ISTIQOMAH ISTIQOMAH1, MANFRED ZELLER1, STEPHAN VON CRAMON-TAUBADEL2
1Georg-August-University Göttingen, Rural Development, Germany
2Georg-August-University Göttingen, Agricultural Economics, Germany
Indonesia's rice economy is in a transition from being a sector heavily regulated by a state trading enterprise (BULOG) to being market-oriented. Before September 1998, BULOG defended a floor price and a ceiling price for rice through a combination of the following policy instruments: domestic procurement to lift paddy prices, market operation to defend ceiling rice retail prices, and import monopoly. To support its operation, BULOG was equipped with financial support from the Indonesian Central Bank. Since September 1998, BULOG's import monopoly was removed.
Trade liberalisation is expected to bring about a better functioning of markets. Two essential measures of market performance are price volatility and market integration. While higher stability of prices would protect rice producers from fluctuating farm income, higher market integration is necessary for efficient resource allocation. Therefore, this paper particularly addresses the following research questions: (1) How volatile were paddy and rice prices in the pre- and post-liberalisation period? (2) Did integration of domestic rice markets improve after trade liberalisation? While standard deviation of inter-year price growth is used to address the first question, the second question is addressed via multivariate and bivariate price transmission analysis using the Johansen maximum likelihood method.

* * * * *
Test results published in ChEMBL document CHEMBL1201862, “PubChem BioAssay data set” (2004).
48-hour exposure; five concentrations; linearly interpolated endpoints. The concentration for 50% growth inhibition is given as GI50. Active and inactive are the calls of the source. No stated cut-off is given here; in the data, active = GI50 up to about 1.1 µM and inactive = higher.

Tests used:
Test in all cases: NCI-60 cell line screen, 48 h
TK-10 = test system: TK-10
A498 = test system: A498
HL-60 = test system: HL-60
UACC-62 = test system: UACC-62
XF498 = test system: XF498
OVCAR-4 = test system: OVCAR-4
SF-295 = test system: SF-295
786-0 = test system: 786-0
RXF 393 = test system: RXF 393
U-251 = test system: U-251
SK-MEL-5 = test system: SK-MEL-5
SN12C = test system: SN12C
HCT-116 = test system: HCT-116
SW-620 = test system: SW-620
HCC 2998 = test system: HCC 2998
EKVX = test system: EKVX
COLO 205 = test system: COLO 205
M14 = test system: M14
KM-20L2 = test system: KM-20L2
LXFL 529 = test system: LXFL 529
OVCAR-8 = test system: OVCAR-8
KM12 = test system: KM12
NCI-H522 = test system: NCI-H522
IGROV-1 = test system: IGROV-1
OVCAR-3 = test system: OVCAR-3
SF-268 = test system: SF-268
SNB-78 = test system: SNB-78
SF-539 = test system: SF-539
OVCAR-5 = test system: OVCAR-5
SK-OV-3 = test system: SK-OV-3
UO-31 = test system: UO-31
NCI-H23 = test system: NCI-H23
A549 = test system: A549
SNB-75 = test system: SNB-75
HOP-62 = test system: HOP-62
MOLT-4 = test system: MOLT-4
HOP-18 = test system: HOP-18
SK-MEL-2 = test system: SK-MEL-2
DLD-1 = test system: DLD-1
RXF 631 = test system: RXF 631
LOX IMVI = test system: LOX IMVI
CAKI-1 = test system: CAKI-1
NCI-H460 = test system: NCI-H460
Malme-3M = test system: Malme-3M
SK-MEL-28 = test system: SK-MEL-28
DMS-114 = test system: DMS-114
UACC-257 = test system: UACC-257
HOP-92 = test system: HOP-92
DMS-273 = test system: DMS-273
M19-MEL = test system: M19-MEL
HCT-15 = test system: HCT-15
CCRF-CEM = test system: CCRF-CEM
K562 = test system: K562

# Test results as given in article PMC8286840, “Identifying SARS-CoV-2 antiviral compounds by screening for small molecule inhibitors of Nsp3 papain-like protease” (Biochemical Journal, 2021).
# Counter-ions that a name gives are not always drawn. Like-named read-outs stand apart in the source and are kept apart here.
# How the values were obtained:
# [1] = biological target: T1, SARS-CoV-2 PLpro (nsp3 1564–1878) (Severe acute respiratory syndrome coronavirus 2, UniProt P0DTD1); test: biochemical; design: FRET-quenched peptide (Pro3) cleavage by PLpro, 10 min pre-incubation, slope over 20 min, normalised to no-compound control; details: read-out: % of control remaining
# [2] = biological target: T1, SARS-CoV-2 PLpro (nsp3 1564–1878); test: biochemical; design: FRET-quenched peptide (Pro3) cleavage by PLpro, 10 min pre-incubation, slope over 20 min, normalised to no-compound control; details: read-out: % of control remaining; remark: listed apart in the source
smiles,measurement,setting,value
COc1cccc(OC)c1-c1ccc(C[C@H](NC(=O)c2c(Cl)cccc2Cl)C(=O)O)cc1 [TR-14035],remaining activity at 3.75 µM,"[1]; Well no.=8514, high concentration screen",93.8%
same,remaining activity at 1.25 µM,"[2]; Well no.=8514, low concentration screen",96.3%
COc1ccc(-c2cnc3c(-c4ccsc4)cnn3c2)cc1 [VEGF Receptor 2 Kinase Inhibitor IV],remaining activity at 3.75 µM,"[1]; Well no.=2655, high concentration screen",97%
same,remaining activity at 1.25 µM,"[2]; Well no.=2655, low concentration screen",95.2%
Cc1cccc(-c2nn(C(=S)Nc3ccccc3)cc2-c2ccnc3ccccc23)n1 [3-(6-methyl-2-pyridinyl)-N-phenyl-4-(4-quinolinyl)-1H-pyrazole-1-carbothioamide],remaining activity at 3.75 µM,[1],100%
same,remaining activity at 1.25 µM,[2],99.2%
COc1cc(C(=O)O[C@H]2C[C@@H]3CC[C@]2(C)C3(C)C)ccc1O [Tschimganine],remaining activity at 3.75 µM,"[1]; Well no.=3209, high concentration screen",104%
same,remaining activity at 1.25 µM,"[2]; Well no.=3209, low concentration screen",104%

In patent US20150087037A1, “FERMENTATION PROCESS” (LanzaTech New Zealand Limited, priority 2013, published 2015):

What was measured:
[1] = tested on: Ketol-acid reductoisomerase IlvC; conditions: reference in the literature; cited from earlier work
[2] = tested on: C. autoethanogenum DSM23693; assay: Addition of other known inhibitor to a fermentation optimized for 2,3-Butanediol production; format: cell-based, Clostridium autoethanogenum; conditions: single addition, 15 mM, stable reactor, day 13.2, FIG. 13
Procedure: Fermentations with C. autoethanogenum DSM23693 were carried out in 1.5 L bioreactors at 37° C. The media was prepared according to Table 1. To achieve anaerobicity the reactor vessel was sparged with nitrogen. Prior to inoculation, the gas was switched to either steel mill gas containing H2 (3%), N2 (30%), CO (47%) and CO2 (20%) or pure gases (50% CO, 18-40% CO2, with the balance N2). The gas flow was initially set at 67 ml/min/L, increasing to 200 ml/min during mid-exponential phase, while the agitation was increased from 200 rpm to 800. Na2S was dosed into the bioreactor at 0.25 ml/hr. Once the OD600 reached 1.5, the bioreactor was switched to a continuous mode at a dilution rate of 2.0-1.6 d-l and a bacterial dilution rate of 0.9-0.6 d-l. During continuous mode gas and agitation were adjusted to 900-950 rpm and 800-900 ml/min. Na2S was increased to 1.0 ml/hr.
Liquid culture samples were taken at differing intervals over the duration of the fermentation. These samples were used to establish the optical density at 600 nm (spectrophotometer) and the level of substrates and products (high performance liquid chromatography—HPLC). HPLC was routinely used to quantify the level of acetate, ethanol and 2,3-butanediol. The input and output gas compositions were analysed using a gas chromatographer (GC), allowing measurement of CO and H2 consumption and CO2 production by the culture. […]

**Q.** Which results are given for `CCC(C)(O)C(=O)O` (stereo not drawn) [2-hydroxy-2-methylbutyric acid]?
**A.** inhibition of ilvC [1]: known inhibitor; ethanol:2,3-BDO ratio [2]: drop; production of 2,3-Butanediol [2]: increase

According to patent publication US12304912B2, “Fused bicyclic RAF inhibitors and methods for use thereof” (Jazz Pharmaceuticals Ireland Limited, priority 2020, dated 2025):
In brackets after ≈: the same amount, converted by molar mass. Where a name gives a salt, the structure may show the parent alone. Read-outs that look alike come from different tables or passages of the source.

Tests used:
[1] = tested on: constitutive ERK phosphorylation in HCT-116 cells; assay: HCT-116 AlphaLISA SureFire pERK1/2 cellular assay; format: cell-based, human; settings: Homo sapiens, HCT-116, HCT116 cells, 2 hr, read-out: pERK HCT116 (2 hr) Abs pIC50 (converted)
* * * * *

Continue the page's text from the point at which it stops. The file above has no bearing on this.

Using monthly producer price series from 1987 to 2002 and monthly retail price series from 1981 to 2004, the results show that the volatility of both producer and retail prices are higher in the post-liberalisation period. Before trade liberalisation, markets are integrated. In the post-liberalisation period, 2 co-integrating vectors among 5 markets on Java -- which should be 4 if markets are integrated -- are found with multivariate co-integration. The ensuing test for bivariate co-integration finds that 60 percent of market pairs are co-integrated. Full integration is not found, which may be due to the delayed adjustment of markets to the new policy.
Keywords: Indonesia, market integration, price volatility, rice